The Bible says a lot about family—so much so that it’s easy to get confused about what the Bible does and doesn’t say about the topic.
The first thing to know is that the Bible does not refer to “family” as a unit of people. Instead, it refers to a group of people who are related by blood or marriage. The term “family” can be used to refer to your immediate relatives, such as your parents and siblings; your extended family (aunts, uncles, cousins); or even your whole tribe or nation (see Genesis 12:1-3).
The second thing you need to know is that God’s plan for families is incredibly important—and it’s even more important than our own plans for ourselves! In fact, God has made some pretty big promises about how He’ll treat our families if we follow His instructions. For example:
1) You will be blessed if you obey Him (Deuteronomy 7:12-13).
2) Your children will be blessed if they follow Him (Deuteronomy 28:1-14).
3) And if you’re married, both partners will be blessed when they serve Him together (Genesis 1)
What Does The Bible Say About Family
God “sets the lonely in families” (Psalm 68:6), blesses children who obey their parents (Exodus 20:12), and blesses parents with children (Psalm 127:3-5). God designed families to be a source of love, support, and strength for us.
The concept of family is extremely important in the Bible, both in a physical sense and in a theological sense. The concept of family was introduced in the very beginning, as we see in Genesis 1:28, “God blessed them and said to them, ‘Be fruitful and increase in number; fill the earth and subdue it. Rule over the fish of the sea and the birds of the air and over every living creature that moves on the ground.'” God’s plan for creation was for men and women to marry and have children. A man and a woman would form a “one-flesh” union through marriage (Genesis 2:24), and they, with their children, would become a family, the essential building block of human society.
We also see early on that family members are to look after and care for one another. When God asks Cain, “Where is Abel your brother?” Cain’s response is the flippant “Am I my brother’s keeper?” The implication is that, yes, Cain was expected to be Abel’s keeper and vice versa. Not only was Cain’s murder of his brother an offense against humanity in general, but it was especially egregious because it was the first recorded case of fratricide (murder of one’s sibling).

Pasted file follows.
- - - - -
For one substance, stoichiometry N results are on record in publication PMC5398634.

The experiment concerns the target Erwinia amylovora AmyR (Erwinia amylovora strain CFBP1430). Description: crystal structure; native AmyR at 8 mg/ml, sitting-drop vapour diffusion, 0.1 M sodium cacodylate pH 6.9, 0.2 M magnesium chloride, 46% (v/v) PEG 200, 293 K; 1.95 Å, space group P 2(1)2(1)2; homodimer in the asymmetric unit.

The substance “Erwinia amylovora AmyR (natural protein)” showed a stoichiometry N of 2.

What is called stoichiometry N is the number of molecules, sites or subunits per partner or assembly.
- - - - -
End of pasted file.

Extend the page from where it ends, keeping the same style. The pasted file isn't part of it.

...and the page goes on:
The Bible has a more communal sense of people and family than is generally held in Western cultures today, where citizens are more individualized than people in the Middle East and definitely more so than the people of the ancient near East. When God saved Noah from the flood, it wasn’t an individual case salvation, but a salvation for him, his wife, his sons and his sons’ wives. In other words, his family was saved (Genesis 6:18). When God called Abraham out of Haran, He called him and his family (Genesis 12:4-5). The sign of the Abrahamic covenant (circumcision) was to be applied to all males within one’s household, whether they were born into the family or are part of the household servant staff (Genesis 17:12-13). In other words, God’s covenant with Abraham was familial, not individual.
Importance of Family In The Bible
The importance of family can be seen in the provisions of the Mosaic Covenant. For example, two of the Ten Commandments deal with maintaining the cohesiveness of the family. The fifth commandment regarding honoring parents is meant to preserve the authority of parents in family matters, and the seventh commandment prohibiting adultery protects the sanctity of marriage. From these two commandments flow all of the various other stipulations in the Mosaic Law that seek to protect marriage and the family. The health of the family was so important to God that it was codified in the national covenant of Israel.
This is not solely an Old Testament phenomenon. The New Testament contains many of the same commands and prohibitions. Jesus speaks on the sanctity of marriage and against frivolous divorce in Matthew 19. The apostle Paul talks about what Christian homes should look like when he gives the twin commands of “children, obey your parents” and “parents, don’t provoke your children” in Ephesians 6:1–4 and Colossians 3:20–21. In 1 Corinthians 7, the unbelieving spouse is “sanctified” through the believing spouse, meaning, among other things, that the unbelieving spouse is in a position to be saved through the witness of the believing spouse.